Elemental: War of Magic was released in 2010, but it fell to a victim to a slew of bugs and a lacklustre release. Stardock’s piracy strategy is a DRM-free system with frequent updates so fans (like myself) hoped that the game would improve with time. Fast forward to 2012, and Fallen Enchantress is created and given free to customers who bought the original game. Fallen Enchantress is a total remake of Elemental, and the true showing of the game that Stardock wanted to release two years ago. What happens when you mix two parts Civilization and one part Heroes of Might and Magic? You end up with Elemental: Fallen Enchantress.
A fair warning: this is a strategy-ass-strategy game. Fallen Enchantress is also one of the most accessible Stardock games that they have put out. The comparisons to Galactic Civilizations 2 are justified, as it plays very similar to the space-sim except this time it is set in a medieval fantasy world. What sets a Stardock strategy game apart from the obvious competitors such as Civilization V is that they give the player a full suite of customization options.
Let’s begin with your Sovereign. Instead of having an omnipotent ruler that governs your faction, Fallen Enchantress has you create your hero that will be the driving force of your game. You can pick from a list of pre-designed sovereigns but the charm really is in making your own from scratch, complete with powers, skills, perks and weaknesses. It feels like you are rolling a D&D character, each of them being unique in both appearance and playstyle. Do you go for the industrial merchant, or the powerful magi warmonger? Each game gives you a chance to begin with a new sovereign, and as they gain experience throughout the game you can build and customize them however you wish.
The game breaks down into two major styles. The city management/simulation meta game, and the tactical role playing game. The RPG part of the game has you moving around the grid-based map with your sovereign grabbing quests, fighting monsters, and getting loot. When you decide to hop into a battle, the game swaps to a tactical battle screen (ala Heroes of Might and Magic) where you issue orders for the units in your army. The beauty of this is that if you can’t be bothered by micromanaging every battle, everything can be auto-resolved. What this makes for is a very streamlined, and dangerous ‘just one more turn’ formula. Of course, the loot helps too as you gradually outfit your sovereign and build them into a god-like being.
The other half of the game is spent managing your kingdom. This is where you can make all Civilization comparisons, and that isn’t a bad thing. You found your cities, build them up and use them to make units. Cities can be constructed in a way to focus on magic, economics, and military, which is dictated by the surrounding resources. The three major tech trees dictate your game style: Civilization pertains to building your kingdom, Warfare focuses on making your forces stronger, and the Magic tech tree gives you powerful spells. The level of customization persists in the Kingdom part of the game as every building and unit can be fully detailed to suit your tastes. Does your army need to have nothing but dudes with long black comb overs and moustaches? Stardock makes this dream a reality.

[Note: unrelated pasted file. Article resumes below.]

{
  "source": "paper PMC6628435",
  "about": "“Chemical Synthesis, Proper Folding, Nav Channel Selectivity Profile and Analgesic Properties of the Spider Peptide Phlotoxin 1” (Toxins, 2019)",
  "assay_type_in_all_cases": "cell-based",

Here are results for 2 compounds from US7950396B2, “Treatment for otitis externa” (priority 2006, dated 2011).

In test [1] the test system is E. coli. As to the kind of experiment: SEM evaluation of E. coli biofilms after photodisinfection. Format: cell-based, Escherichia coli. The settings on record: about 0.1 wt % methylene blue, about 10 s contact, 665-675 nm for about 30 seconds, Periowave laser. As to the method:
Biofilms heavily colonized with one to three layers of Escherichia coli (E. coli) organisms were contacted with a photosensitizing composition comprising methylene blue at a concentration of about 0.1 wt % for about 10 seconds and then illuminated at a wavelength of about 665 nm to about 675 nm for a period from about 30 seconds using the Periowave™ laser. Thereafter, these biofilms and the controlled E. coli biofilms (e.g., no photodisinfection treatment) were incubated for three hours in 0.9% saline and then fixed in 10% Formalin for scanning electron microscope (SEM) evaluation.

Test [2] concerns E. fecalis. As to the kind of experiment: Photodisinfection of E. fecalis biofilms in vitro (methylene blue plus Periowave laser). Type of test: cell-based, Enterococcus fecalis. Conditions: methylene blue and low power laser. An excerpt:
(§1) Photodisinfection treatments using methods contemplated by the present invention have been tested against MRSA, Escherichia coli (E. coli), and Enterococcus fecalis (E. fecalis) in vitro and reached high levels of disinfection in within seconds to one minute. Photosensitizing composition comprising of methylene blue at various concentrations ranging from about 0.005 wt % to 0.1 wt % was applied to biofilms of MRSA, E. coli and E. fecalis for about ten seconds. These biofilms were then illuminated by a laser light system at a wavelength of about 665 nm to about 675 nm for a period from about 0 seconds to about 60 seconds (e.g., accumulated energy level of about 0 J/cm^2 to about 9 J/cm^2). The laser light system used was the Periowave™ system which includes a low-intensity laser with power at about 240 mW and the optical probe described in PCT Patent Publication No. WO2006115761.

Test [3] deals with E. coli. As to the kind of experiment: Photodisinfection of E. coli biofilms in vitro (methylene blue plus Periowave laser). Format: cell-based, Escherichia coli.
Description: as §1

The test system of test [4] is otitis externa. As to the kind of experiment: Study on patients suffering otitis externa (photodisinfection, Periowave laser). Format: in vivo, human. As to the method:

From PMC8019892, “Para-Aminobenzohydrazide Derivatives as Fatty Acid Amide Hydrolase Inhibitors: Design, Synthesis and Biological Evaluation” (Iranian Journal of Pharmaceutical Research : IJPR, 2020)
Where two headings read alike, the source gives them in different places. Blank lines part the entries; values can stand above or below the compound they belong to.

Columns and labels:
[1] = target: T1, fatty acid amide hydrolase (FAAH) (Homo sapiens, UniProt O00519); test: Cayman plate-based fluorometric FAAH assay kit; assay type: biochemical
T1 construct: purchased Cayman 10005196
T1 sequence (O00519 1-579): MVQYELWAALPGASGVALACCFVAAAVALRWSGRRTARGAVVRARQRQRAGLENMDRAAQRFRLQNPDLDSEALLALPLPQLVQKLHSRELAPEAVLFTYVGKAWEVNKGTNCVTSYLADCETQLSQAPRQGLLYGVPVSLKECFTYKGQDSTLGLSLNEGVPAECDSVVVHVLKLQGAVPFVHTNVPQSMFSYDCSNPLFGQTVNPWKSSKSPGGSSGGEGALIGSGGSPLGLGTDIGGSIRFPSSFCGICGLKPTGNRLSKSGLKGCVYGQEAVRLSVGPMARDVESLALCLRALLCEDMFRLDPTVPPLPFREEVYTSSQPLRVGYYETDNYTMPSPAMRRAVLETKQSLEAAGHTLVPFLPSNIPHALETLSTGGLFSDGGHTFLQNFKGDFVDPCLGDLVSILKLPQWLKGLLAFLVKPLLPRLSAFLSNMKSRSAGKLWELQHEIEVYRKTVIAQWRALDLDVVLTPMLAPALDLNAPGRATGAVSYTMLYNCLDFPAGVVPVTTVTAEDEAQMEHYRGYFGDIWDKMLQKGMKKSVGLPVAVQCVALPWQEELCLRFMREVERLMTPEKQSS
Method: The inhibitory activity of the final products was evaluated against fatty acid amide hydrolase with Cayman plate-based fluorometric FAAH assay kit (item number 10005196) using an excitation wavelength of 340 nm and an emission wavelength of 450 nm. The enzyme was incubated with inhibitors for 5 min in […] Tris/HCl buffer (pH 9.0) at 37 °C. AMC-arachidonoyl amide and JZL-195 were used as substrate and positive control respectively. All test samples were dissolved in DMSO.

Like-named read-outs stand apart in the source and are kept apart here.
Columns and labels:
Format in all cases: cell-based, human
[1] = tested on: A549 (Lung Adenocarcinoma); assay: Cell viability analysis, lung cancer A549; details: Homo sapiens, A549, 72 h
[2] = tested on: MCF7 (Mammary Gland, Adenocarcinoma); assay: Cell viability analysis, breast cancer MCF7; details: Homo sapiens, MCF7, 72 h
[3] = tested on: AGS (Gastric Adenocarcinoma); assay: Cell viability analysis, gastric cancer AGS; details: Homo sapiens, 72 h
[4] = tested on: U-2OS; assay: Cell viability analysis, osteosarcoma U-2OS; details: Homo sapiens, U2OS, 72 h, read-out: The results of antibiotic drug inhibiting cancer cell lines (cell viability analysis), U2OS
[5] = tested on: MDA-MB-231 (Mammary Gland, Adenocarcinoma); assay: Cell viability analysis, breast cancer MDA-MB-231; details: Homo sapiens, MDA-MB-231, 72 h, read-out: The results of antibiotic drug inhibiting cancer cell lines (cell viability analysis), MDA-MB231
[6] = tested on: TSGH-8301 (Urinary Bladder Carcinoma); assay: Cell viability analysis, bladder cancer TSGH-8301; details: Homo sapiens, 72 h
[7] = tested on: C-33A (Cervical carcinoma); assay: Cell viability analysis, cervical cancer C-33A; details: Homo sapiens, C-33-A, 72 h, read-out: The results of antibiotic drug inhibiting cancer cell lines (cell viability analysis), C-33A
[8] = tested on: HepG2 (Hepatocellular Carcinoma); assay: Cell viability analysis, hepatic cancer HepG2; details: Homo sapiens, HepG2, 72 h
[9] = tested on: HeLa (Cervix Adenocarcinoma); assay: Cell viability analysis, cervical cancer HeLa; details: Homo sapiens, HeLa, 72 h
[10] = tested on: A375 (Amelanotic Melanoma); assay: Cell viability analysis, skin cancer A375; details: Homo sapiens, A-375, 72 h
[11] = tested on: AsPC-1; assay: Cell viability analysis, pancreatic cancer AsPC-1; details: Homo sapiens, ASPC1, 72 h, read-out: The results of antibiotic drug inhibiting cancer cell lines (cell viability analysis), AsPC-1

With each new game comes a randomly generated world, complete with fully realized opponents that have their own personalities. Diplomacy becomes a war of words rather than swords, where kingdoms can fall at the swipe of a sharp tongue. Trading, alliances, war, and treaties are essential to a diplomatic victory, especially if you have the coin to outright buy another Sovereign's trust (or army). The diplomatic side of Fallen Enchantress can feel artificial at times, especially when the AI is being unreasonable but it adds an extra layer to the game that is essential to a strategy game of this nature.
If the engrossing strategy and infinite customization options are not enough to pull you towards Fallen Enchantress, the style alone should make you turn your head. It’s like playing a painting. When zoomed out all the way, the world turns into a cloth map and all the units become pewter pieces. It resembles a tabletop board game, and is a turn based strategy player’s dream. If you need a break from X-Com or want something that is a little more involved than Civilization V, take a trip back in time and give Fallen Enchantress a chance.4